Coded Computing Systems Decoded: Dealing with Unreliability and Elasticity in Modern Computing

2019-06-06T19:10:40Z (GMT) by Yaoqing Yang
Robustness is a fundamental and timeless issue, and it remains vital to all aspects of computation systems, regardless of specific computation platforms, architectures, and algorithm design. The issue is also timely: modern computing systems are increasingly built on unreliable substrates. This thesis designs reliable computing techniques for distributed systems, circuits and networks.
We primarily study techniques inspired from coding theory to address the robustness issues such as system elasticity, stragglers (slow workers), machine failures and soft errors, by carefully weaving redundancy into the data and
the design of the algorithm. We primarily focus on three aspects of coding-based computation techniques.
The first aspect is to design adaptive computing techniques in largescale systems that are elastic, i.e., the number of machines can change with time. The second is to make the coding-based computation schemes cater to the specific needs of iterative and multi-stage algorithms, such as power iterations and gradient descent that are essential for today’s data analytics. The third aspect is to study the fundamental limits of information propagation in computation networks, provide information-theoretic outer bounds on error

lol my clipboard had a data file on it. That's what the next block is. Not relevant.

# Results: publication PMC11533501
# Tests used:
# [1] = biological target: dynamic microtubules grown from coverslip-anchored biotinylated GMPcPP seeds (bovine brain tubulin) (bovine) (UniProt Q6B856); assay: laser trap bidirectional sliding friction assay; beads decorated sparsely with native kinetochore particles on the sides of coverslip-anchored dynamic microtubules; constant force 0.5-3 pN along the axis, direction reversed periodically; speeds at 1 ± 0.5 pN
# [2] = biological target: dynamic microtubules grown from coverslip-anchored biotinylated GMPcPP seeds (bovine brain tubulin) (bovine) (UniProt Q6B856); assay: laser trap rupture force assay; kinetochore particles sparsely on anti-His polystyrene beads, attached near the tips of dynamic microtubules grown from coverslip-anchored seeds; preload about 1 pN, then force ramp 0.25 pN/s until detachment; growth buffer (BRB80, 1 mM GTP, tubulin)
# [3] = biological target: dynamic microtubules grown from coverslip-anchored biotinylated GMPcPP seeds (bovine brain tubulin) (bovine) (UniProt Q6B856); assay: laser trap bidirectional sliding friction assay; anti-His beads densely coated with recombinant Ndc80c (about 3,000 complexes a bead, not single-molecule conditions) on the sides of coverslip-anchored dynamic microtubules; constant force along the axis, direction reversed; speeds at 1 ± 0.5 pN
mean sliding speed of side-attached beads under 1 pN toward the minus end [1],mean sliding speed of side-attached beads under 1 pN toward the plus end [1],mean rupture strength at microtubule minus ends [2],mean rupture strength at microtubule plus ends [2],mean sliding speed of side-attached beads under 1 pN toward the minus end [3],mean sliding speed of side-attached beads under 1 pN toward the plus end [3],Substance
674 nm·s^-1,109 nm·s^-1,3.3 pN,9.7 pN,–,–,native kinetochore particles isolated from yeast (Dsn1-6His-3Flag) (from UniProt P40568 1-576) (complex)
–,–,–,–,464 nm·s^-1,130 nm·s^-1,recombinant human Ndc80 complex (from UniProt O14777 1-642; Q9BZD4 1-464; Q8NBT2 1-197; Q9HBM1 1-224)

accumulation, and design in-network computing schemes to compensate for this error accumulation, e.g., in a circuit network where each computation
component can be unreliable. This thesis presents theoretical results that are fundamental to the understanding
of computation systems, and opportunities for radical improvements, e.g. in computation load, communication overhead, and storage cost. We also present real-system implementations and real-data experiments and show our progress on taking these theoretical results closer to practice. The academic results presented in this thesis advance on classical results in the historical field of reliable distributed computing, while simultaneously addressing timely issues arising in today’s computing systems.